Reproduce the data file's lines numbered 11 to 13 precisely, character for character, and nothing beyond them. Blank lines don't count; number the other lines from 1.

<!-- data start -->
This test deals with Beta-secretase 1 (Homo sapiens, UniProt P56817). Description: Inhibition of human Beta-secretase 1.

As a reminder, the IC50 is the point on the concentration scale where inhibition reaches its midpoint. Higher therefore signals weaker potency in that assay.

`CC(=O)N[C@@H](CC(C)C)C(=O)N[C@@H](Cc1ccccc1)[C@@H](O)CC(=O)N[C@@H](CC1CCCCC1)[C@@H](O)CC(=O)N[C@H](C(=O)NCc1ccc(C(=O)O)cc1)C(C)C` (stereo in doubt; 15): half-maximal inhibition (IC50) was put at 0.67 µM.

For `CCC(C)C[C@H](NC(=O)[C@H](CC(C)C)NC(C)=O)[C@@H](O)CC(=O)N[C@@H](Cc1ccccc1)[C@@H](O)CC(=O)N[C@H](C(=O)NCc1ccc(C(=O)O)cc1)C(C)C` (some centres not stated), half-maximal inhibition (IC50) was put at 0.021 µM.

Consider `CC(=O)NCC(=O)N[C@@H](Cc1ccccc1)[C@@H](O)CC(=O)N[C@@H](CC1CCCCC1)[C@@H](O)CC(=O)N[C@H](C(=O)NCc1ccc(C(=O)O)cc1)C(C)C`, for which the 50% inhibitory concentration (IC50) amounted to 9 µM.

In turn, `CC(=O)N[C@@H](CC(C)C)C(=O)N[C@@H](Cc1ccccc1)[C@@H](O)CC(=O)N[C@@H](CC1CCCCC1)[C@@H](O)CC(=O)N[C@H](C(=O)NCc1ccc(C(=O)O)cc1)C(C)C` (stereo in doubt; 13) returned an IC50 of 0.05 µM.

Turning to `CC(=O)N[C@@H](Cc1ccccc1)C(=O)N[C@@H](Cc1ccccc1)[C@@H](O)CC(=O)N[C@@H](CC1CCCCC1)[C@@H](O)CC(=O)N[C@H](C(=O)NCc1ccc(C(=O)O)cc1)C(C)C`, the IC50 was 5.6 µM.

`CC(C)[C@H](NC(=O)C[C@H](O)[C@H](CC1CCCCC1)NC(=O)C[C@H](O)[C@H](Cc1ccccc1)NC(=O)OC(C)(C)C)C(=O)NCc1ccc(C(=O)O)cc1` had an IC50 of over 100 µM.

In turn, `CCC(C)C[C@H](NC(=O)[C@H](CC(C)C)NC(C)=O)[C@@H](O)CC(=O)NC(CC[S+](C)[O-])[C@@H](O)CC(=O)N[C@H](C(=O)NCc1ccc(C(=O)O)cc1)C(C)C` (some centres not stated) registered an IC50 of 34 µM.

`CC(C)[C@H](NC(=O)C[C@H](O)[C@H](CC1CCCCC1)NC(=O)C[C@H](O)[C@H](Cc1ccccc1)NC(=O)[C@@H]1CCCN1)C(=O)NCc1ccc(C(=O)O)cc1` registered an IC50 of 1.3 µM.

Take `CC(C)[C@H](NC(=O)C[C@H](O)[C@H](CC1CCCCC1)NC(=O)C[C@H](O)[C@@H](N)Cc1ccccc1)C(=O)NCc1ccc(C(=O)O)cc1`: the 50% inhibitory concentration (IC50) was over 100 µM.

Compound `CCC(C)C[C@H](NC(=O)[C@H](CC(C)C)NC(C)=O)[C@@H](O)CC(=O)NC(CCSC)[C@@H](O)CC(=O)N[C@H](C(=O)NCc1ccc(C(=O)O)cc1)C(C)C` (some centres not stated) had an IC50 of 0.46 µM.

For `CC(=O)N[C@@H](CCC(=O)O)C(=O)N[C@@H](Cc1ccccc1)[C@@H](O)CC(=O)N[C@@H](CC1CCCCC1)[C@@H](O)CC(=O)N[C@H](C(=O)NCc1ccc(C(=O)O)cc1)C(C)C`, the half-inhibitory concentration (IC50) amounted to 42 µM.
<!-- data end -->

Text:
Take `CC(C)[C@H](NC(=O)C[C@H](O)[C@H](CC1CCCCC1)NC(=O)C[C@H](O)[C@@H](N)Cc1ccccc1)C(=O)NCc1ccc(C(=O)O)cc1`: the 50% inhibitory concentration (IC50) was over 100 µM.

Compound `CCC(C)C[C@H](NC(=O)[C@H](CC(C)C)NC(C)=O)[C@@H](O)CC(=O)NC(CCSC)[C@@H](O)CC(=O)N[C@H](C(=O)NCc1ccc(C(=O)O)cc1)C(C)C` (some centres not stated) had an IC50 of 0.46 µM.

For `CC(=O)N[C@@H](CCC(=O)O)C(=O)N[C@@H](Cc1ccccc1)[C@@H](O)CC(=O)N[C@@H](CC1CCCCC1)[C@@H](O)CC(=O)N[C@H](C(=O)NCc1ccc(C(=O)O)cc1)C(C)C`, the half-inhibitory concentration (IC50) amounted to 42 µM.